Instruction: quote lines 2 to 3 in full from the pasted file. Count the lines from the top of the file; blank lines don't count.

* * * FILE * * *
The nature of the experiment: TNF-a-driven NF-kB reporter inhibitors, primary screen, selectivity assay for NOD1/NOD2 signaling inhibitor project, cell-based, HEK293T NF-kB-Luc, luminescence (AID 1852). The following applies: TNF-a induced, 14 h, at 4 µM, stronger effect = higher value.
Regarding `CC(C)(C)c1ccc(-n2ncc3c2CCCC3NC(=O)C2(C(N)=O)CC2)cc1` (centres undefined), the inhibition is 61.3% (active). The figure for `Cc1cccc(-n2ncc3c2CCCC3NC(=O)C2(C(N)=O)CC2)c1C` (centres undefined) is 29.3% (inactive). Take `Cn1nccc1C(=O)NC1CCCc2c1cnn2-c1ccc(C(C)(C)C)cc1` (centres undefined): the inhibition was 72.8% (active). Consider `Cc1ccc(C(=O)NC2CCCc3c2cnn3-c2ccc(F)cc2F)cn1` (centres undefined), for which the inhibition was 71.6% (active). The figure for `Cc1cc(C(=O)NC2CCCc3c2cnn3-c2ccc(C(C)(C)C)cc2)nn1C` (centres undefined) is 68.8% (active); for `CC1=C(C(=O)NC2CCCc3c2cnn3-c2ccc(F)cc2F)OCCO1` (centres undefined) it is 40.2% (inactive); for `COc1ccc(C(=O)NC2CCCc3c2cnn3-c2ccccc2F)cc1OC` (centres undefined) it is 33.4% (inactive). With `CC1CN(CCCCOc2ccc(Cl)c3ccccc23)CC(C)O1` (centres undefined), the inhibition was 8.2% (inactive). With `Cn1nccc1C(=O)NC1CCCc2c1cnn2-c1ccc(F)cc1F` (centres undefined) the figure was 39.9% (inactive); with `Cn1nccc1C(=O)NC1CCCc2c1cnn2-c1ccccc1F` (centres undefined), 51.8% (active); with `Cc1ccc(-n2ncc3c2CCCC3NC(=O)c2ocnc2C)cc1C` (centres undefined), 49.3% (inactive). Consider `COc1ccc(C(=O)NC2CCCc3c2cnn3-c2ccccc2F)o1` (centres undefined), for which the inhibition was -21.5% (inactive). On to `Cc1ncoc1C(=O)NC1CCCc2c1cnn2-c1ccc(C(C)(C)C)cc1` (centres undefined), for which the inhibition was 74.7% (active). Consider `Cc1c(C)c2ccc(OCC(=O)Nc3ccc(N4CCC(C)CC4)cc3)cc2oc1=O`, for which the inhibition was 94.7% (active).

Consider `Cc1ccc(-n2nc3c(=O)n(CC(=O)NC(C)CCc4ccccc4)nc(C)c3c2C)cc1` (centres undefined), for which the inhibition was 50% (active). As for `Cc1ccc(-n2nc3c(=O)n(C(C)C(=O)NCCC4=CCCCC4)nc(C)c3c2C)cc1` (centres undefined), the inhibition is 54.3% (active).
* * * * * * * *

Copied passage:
Regarding `CC(C)(C)c1ccc(-n2ncc3c2CCCC3NC(=O)C2(C(N)=O)CC2)cc1` (centres undefined), the inhibition is 61.3% (active). The figure for `Cc1cccc(-n2ncc3c2CCCC3NC(=O)C2(C(N)=O)CC2)c1C` (centres undefined) is 29.3% (inactive). Take `Cn1nccc1C(=O)NC1CCCc2c1cnn2-c1ccc(C(C)(C)C)cc1` (centres undefined): the inhibition was 72.8% (active). Consider `Cc1ccc(C(=O)NC2CCCc3c2cnn3-c2ccc(F)cc2F)cn1` (centres undefined), for which the inhibition was 71.6% (active). The figure for `Cc1cc(C(=O)NC2CCCc3c2cnn3-c2ccc(C(C)(C)C)cc2)nn1C` (centres undefined) is 68.8% (active); for `CC1=C(C(=O)NC2CCCc3c2cnn3-c2ccc(F)cc2F)OCCO1` (centres undefined) it is 40.2% (inactive); for `COc1ccc(C(=O)NC2CCCc3c2cnn3-c2ccccc2F)cc1OC` (centres undefined) it is 33.4% (inactive). With `CC1CN(CCCCOc2ccc(Cl)c3ccccc23)CC(C)O1` (centres undefined), the inhibition was 8.2% (inactive). With `Cn1nccc1C(=O)NC1CCCc2c1cnn2-c1ccc(F)cc1F` (centres undefined) the figure was 39.9% (inactive); with `Cn1nccc1C(=O)NC1CCCc2c1cnn2-c1ccccc1F` (centres undefined), 51.8% (active); with `Cc1ccc(-n2ncc3c2CCCC3NC(=O)c2ocnc2C)cc1C` (centres undefined), 49.3% (inactive). Consider `COc1ccc(C(=O)NC2CCCc3c2cnn3-c2ccccc2F)o1` (centres undefined), for which the inhibition was -21.5% (inactive). On to `Cc1ncoc1C(=O)NC1CCCc2c1cnn2-c1ccc(C(C)(C)C)cc1` (centres undefined), for which the inhibition was 74.7% (active). Consider `Cc1c(C)c2ccc(OCC(=O)Nc3ccc(N4CCC(C)CC4)cc3)cc2oc1=O`, for which the inhibition was 94.7% (active).

Consider `Cc1ccc(-n2nc3c(=O)n(CC(=O)NC(C)CCc4ccccc4)nc(C)c3c2C)cc1` (centres undefined), for which the inhibition was 50% (active). As for `Cc1ccc(-n2nc3c(=O)n(C(C)C(=O)NCCC4=CCCCC4)nc(C)c3c2C)cc1` (centres undefined), the inhibition is 54.3% (active).